In Delaware, lawmakers are trying to propose to ban gay marriage. When the General Assembly resumes meeting March 16, Senate Minority Leader John C. Still III, R-Dover, said yesterday that he would introduce legislation to amend Delaware’s constitution defining marriage as a union between one man and one woman. The amendment would invalidate all other gay marriage licenses issued in other states.
Although there is the state law already passed 1996 barring the state from recognizing homosexual marriages from other states Sen. Still said constitutional amendment against homosexual marriage was needed to prevent judges from allowing it.
"Marriage is the foundation of our society, and has always been between one man and one woman," Sen. Still said.
"We must do everything we can to preserve the institution of marriage. Amending the Delaware constitution is the best way to do that."
The Delaware Family Foundation praised Sen. Still for proposing the amendment, which the group feels is key to protecting marriage.
Kathleen Melonakos, the group's chairwoman, said: "This amendment is necessary because we now have anti-democratic judges and lawless officials in other parts of the country trying to redefine marriage without the consent of the people and against their best judgment and common sense.”
On the other hand in New Jersey another homosexual marriage was performed following the footsteps of Oregon, New York, and San Francisco yesterday. It was a ceremony of one gay couple attended by about 10 people in Asbury park.
City Clerk Dawn Tomek, who issued the marriage license, said New Jersey is one of the 12 states that have no statue explicitly banning homosexual marriages and that nothing in state law defines marriage as the exclusive province of opposite-sex couples.
Asbury Park officials reported that there are six other applicants for same-sex weddings pending.
Recent moves in the debate over gay marriage issue have been dramatic as both the supporters and opponents of gay marriage are boldly taking action to either support or ban homosexual marriage.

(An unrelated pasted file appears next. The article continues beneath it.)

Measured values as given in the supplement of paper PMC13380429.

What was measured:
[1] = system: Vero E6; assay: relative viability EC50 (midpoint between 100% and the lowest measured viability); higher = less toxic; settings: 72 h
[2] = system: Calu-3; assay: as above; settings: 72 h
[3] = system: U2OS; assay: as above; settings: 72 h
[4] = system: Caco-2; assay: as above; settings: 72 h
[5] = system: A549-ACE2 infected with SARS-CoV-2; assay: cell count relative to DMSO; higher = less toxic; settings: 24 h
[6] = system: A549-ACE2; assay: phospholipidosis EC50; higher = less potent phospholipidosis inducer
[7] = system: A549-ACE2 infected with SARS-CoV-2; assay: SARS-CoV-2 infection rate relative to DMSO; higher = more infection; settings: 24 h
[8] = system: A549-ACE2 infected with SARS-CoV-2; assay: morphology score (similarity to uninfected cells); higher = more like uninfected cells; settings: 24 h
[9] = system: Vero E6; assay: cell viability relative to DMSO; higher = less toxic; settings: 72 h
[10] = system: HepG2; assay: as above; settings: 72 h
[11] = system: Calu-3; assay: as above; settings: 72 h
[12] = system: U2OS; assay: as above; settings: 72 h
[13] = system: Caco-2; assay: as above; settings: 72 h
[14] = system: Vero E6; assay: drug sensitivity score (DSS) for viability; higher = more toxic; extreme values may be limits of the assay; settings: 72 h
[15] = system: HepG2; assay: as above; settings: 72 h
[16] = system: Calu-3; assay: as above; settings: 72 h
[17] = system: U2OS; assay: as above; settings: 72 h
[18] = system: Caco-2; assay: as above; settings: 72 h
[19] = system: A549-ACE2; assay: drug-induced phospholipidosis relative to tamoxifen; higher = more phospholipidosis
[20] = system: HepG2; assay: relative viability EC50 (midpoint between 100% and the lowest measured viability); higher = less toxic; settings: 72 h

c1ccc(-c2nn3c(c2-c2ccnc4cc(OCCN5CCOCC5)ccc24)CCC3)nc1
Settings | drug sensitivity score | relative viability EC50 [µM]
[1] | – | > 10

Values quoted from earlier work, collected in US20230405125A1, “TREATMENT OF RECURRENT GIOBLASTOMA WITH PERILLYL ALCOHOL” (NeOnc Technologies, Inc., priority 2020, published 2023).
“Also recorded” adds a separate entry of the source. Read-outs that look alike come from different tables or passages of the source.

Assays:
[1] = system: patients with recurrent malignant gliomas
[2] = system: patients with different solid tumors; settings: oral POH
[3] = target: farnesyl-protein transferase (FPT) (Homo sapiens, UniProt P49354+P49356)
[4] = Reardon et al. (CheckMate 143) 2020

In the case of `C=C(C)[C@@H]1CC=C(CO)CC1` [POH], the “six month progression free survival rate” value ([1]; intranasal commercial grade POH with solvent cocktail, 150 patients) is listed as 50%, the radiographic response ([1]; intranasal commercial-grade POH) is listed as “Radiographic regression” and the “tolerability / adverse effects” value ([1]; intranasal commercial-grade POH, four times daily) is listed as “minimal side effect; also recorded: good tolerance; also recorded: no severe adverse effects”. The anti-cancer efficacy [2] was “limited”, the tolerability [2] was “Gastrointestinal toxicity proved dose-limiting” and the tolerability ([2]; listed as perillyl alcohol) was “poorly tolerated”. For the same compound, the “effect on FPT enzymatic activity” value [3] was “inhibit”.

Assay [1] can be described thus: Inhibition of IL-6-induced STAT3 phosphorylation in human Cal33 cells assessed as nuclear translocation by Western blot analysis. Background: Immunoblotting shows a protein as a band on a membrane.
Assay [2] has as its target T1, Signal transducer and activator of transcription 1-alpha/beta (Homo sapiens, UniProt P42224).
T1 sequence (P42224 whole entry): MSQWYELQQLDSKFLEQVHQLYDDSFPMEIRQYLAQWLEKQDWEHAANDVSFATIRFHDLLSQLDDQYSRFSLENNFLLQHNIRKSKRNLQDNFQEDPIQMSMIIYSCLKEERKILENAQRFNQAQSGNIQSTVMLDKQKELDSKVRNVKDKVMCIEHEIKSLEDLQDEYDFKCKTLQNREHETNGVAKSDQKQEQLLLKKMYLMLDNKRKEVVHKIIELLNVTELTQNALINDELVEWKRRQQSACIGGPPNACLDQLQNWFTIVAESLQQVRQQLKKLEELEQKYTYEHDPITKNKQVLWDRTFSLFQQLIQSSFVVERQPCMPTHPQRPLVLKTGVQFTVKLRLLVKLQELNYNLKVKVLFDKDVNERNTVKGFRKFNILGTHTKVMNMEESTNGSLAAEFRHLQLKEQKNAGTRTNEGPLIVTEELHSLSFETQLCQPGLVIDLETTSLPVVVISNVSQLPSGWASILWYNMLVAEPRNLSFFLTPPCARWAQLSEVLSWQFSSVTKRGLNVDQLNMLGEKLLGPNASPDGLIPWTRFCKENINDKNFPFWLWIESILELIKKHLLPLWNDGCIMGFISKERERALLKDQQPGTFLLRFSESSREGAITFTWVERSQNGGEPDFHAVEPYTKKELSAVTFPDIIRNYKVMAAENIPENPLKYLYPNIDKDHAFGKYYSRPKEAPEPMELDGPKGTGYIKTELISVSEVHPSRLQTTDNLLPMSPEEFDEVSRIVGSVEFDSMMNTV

In Seattle, admitting that he lacks the authority to issue same-sex marriage licenses, Mayor Greg Nickels has issued an executive order telling the city to recognize the weddings of its own municipal employees who are gay and who have been married elsewhere.
Then Monday, six gay couples from the Seattle area filed suit seeking the right to get married. They had applied for marriage licenses at the county administration building in Seattle, but were turned away because of a state law defining marriage as the union of one man and one woman.
Following is the latest development on the homosexual marriage issue according to the Associated Press:
* A New York state judge barred New Paltz's mayor from performing more same-sex marriages for a month, saying Jason West was ignoring his oath of office. West said he'd abide by the judge's decision while "considering legal options."
* Lawyers for San Francisco answered efforts to invalidate thousands of same-sex marriages by telling the state Supreme Court that nothing in California's constitution requires local officials to obey laws they believe are unconstitutional.
* A coalition sued to block same-sex marriages in Oregon's Multnomah County, two days after officials sanctioned the practice and issued more than 700 licenses.
* The Wisconsin Assembly approved a proposed amendment to the state constitution to prohibit same-sex marriages or civil unions. The proposal must pass both houses of the Legislature twice and be approved by voters before it can take effect.
* The Kansas House backed a proposed amendment banning gay marriages and benefits that associate marriage to other relationships. The measure now goes to the Senate, which could put it before voters in November.
* The Idaho Senate failed to bring a proposed amendment to ban gay marriages out of committee, likely ending its chances of going to voters this November. A state law banning gay marriage passed in 1996.